Glady’s Goes Caribbean: The Rebirth of a Restaurant



No. 15

Glady’s Goes Caribbean

The Rebirth Of A Restaurant

Michael Jacober has been known to dabble in disparate cuisines. He began his career working at the fine-dining temple Per Se, and also made stops at acclaimed modern Asian eatery Annisa and Brooklyn’s seminal wood-burning pizza spot Franny’s before breaking out on his own and joining the mobile food movement with Morris Grilled Cheese in 2011.
He continues to make the rounds in his truck (now frequently parked at the Royal Palms Shuffleboard Club) peddling “Chicken Tikka Masala” and andouille-studded “Ragin’ Cajun” sandwiches, but he made the jump to brick-and-mortar in spring of 2013, opening Glady’s in Crown Heights. The 28-seat spot churned out bar snacks, small plates, and large format entrées, often prepared in a wood-fired oven.

And while well-received, it wasn’t long before Jacober felt the itch to reinvent himself yet again. That’s why he shut down and eventually opened with the same name and same space but with an entirely different concept (casual Caribbean) last April. “Glady’s started out as a neighborhood sandwich shop but slowly became something I didn’t really want it to be,” Jacober says. “I needed a huge change. Something to inspire me again. And I didn’t need to look far, as Crown Heights is a West Indian neighborhood with such a rich culinary culture.

“I’m so tired of bearded and tattooed guys putting swipes of baby food and little piles of vegetables on plates and selling them for $18,” he added. “Caribbean food is beautiful and complex, and we can prepare it so it’s highly affordable for our guests.”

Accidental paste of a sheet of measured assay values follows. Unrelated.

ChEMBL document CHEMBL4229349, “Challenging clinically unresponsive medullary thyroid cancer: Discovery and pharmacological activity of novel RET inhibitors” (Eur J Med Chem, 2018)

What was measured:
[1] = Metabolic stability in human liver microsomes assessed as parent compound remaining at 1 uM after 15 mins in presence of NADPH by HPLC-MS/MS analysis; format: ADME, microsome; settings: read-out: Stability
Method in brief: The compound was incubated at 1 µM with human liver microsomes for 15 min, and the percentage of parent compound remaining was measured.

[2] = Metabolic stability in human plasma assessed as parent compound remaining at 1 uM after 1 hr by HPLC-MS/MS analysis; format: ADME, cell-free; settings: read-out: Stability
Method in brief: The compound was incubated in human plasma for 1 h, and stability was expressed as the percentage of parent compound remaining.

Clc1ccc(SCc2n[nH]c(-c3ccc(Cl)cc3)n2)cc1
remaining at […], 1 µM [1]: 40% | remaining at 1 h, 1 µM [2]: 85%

So instead of the kale salad with ale cheddar and pork loin with maple mascarpone, Jacober now serves jerk chicken, curry goat and escovitch fish from a tropical plant-strewn room accented with cerulean blue walls and chairs. Rum-based slushies and punches are served from an island bar. The food and drinks are undeniably delicious and absolutely perfect for summer, but the concept also raises the question: what’s the neighborhood’s reaction to a white guy trying his hand at Caribbean cuisine?

“I didn’t really know much about this kind of fare until I moved into the neighborhood about four years ago. The West Indian Day Parade was my first glimpse of it, and now I’m obsessed,” Jacober says. “But all my neighbors tell me just to make good food, and people will be happy. It doesn’t matter what color my skin is.”

788 Franklin Avenue, Crown Heights

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